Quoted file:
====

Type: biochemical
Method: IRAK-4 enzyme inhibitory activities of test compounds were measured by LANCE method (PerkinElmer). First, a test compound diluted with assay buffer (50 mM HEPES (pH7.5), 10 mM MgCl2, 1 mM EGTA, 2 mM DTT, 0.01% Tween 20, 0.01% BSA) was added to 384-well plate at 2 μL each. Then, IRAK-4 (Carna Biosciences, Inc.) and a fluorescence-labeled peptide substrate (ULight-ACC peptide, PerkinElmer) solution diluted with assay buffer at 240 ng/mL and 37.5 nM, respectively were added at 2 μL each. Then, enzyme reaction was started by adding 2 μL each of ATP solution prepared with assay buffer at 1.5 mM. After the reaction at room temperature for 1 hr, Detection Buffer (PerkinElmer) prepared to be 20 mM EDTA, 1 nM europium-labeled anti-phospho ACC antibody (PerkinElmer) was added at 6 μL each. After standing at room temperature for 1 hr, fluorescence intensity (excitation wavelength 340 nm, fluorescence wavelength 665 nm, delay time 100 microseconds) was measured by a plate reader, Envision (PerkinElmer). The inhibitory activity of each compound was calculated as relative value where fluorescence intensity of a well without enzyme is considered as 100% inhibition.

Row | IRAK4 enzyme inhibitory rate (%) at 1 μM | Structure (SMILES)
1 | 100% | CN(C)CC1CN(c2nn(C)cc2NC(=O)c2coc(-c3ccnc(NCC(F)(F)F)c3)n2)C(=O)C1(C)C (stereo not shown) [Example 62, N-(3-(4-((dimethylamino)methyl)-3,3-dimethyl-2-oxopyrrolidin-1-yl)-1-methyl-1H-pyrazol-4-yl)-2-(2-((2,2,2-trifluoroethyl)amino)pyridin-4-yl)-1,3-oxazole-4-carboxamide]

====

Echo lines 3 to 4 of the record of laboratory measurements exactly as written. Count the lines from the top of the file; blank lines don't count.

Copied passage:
Row | IRAK4 enzyme inhibitory rate (%) at 1 μM | Structure (SMILES)
1 | 100% | CN(C)CC1CN(c2nn(C)cc2NC(=O)c2coc(-c3ccnc(NCC(F)(F)F)c3)n2)C(=O)C1(C)C (stereo not shown) [Example 62, N-(3-(4-((dimethylamino)methyl)-3,3-dimethyl-2-oxopyrrolidin-1-yl)-1-methyl-1H-pyrazol-4-yl)-2-(2-((2,2,2-trifluoroethyl)amino)pyridin-4-yl)-1,3-oxazole-4-carboxamide]